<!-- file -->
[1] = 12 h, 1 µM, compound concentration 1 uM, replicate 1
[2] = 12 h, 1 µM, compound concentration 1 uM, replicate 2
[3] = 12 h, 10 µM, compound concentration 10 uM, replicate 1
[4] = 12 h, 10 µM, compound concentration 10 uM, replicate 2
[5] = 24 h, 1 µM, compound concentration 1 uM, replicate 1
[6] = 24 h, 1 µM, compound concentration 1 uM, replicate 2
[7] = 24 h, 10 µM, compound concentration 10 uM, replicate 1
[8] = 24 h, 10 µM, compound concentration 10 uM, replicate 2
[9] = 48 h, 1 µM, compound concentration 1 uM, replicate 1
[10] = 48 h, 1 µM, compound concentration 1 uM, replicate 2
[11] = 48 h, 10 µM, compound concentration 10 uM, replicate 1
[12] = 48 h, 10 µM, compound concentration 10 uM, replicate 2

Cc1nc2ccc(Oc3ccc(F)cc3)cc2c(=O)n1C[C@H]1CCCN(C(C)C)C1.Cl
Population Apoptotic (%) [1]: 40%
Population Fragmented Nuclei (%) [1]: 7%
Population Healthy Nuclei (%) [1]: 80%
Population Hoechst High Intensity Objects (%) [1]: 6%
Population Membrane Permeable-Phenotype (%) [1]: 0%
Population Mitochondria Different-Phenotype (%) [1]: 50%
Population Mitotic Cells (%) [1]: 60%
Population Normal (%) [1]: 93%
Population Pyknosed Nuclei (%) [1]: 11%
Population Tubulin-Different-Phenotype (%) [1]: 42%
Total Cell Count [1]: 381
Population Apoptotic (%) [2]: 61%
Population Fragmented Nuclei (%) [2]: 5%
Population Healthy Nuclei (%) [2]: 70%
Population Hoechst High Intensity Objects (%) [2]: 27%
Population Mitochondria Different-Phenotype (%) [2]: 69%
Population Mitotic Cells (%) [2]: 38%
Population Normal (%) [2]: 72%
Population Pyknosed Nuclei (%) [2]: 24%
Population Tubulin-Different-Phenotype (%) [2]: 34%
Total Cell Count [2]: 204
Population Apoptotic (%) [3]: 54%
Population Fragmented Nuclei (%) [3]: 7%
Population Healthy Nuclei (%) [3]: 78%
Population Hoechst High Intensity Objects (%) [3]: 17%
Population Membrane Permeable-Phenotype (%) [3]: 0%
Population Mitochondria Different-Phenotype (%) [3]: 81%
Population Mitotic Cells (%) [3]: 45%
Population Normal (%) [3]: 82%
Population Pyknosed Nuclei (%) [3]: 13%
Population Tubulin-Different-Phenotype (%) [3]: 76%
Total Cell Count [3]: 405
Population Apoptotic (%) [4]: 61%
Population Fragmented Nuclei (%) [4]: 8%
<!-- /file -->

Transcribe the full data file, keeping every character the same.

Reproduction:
[1] = 12 h, 1 µM, compound concentration 1 uM, replicate 1
[2] = 12 h, 1 µM, compound concentration 1 uM, replicate 2
[3] = 12 h, 10 µM, compound concentration 10 uM, replicate 1
[4] = 12 h, 10 µM, compound concentration 10 uM, replicate 2
[5] = 24 h, 1 µM, compound concentration 1 uM, replicate 1
[6] = 24 h, 1 µM, compound concentration 1 uM, replicate 2
[7] = 24 h, 10 µM, compound concentration 10 uM, replicate 1
[8] = 24 h, 10 µM, compound concentration 10 uM, replicate 2
[9] = 48 h, 1 µM, compound concentration 1 uM, replicate 1
[10] = 48 h, 1 µM, compound concentration 1 uM, replicate 2
[11] = 48 h, 10 µM, compound concentration 10 uM, replicate 1
[12] = 48 h, 10 µM, compound concentration 10 uM, replicate 2

Cc1nc2ccc(Oc3ccc(F)cc3)cc2c(=O)n1C[C@H]1CCCN(C(C)C)C1.Cl
Population Apoptotic (%) [1]: 40%
Population Fragmented Nuclei (%) [1]: 7%
Population Healthy Nuclei (%) [1]: 80%
Population Hoechst High Intensity Objects (%) [1]: 6%
Population Membrane Permeable-Phenotype (%) [1]: 0%
Population Mitochondria Different-Phenotype (%) [1]: 50%
Population Mitotic Cells (%) [1]: 60%
Population Normal (%) [1]: 93%
Population Pyknosed Nuclei (%) [1]: 11%
Population Tubulin-Different-Phenotype (%) [1]: 42%
Total Cell Count [1]: 381
Population Apoptotic (%) [2]: 61%
Population Fragmented Nuclei (%) [2]: 5%
Population Healthy Nuclei (%) [2]: 70%
Population Hoechst High Intensity Objects (%) [2]: 27%
Population Mitochondria Different-Phenotype (%) [2]: 69%
Population Mitotic Cells (%) [2]: 38%
Population Normal (%) [2]: 72%
Population Pyknosed Nuclei (%) [2]: 24%
Population Tubulin-Different-Phenotype (%) [2]: 34%
Total Cell Count [2]: 204
Population Apoptotic (%) [3]: 54%
Population Fragmented Nuclei (%) [3]: 7%
Population Healthy Nuclei (%) [3]: 78%
Population Hoechst High Intensity Objects (%) [3]: 17%
Population Membrane Permeable-Phenotype (%) [3]: 0%
Population Mitochondria Different-Phenotype (%) [3]: 81%
Population Mitotic Cells (%) [3]: 45%
Population Normal (%) [3]: 82%
Population Pyknosed Nuclei (%) [3]: 13%
Population Tubulin-Different-Phenotype (%) [3]: 76%
Total Cell Count [3]: 405
Population Apoptotic (%) [4]: 61%
Population Fragmented Nuclei (%) [4]: 8%